Fetch Even Helps Humans Save on Shoe Leather
In some warehouses, employees walk up to 14 miles each day, a physically demanding regimen that leads to fatigue, injury and burnout. By introducing the Freight robot into the workforce, employees spend up to 50 percent less time traversing the warehouse floor and more time fulfilling orders.
“Robots have a long history in logistics, but largely in the form of industrial robots,” said Melonee Wise, CEO of Fetch Robotics. “What’s new about Fetch is that the robots and humans work alongside each other, sharing the same space. We don’t require our customers to change their internal operations — our robots are designed to work in existing environments. Still, because this is such a new concept, it’s arguably our biggest challenge.”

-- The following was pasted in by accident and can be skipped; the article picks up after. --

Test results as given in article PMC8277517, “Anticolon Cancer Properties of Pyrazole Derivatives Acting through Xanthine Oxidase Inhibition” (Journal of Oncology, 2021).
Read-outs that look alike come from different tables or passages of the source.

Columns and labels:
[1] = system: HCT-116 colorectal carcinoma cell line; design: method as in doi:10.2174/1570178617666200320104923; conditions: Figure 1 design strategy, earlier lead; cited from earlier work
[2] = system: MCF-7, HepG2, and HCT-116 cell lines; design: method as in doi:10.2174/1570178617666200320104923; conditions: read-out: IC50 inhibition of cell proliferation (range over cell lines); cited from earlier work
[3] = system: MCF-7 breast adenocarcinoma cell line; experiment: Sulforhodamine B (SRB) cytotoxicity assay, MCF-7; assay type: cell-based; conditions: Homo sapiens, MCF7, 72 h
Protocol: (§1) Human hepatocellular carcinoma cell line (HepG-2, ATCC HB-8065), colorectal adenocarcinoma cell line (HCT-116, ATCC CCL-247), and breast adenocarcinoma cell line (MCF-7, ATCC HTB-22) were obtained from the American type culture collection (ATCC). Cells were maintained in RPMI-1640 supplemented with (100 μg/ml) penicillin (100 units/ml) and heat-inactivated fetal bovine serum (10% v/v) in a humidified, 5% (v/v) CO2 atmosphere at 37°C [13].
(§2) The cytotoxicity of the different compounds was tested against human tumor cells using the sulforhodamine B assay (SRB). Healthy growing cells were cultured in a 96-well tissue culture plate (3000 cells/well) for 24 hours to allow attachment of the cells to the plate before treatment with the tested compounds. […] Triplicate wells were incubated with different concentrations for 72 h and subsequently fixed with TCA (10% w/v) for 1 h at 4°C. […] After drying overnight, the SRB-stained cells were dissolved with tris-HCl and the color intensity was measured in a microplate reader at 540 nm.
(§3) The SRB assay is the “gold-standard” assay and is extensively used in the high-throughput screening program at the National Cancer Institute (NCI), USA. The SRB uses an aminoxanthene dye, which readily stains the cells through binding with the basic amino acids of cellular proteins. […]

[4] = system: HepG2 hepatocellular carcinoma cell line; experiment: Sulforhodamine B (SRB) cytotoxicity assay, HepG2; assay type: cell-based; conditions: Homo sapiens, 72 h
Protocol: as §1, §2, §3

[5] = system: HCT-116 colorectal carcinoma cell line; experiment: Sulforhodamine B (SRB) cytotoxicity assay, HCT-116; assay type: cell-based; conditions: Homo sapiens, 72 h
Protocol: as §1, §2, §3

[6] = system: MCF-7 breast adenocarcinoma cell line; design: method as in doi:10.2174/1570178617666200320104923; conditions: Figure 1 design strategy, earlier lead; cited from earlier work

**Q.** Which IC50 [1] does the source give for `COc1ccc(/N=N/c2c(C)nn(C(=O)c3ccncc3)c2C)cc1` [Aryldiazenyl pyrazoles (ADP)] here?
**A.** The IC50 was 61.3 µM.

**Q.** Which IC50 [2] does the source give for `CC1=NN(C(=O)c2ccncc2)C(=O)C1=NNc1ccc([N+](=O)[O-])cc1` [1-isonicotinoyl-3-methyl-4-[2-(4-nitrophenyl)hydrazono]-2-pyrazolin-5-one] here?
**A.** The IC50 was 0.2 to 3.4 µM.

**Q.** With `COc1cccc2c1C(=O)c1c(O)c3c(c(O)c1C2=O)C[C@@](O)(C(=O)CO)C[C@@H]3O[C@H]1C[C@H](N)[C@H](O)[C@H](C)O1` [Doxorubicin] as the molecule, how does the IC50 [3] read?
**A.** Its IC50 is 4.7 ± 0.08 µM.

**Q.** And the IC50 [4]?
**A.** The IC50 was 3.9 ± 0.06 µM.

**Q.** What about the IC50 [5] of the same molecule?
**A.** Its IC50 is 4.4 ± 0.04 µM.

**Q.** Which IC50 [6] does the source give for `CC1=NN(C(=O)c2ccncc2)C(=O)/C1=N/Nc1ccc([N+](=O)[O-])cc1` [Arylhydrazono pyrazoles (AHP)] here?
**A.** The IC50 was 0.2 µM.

Fetch Robotics is a manufacturer of Fetch, a mobile manipulator, and Freight, a mobile cargo system. San Jose, Calif.-based Fetch has partnered with SAP, which provides the Extended Warehouse Management (SAP EWM) software application.
Fetch’s partnership with SAP hopes to provide quick implementation into company logistics systems, allowing them to automate without major disruptions into their operations. Companies want to integrate robotics into their supply chain and start reaping the benefits as quickly as possible.
Melonee joined Tom Green for a quick chat on logistics, logistics robotics and where Fetch & Freight fit into the mix. Please join us.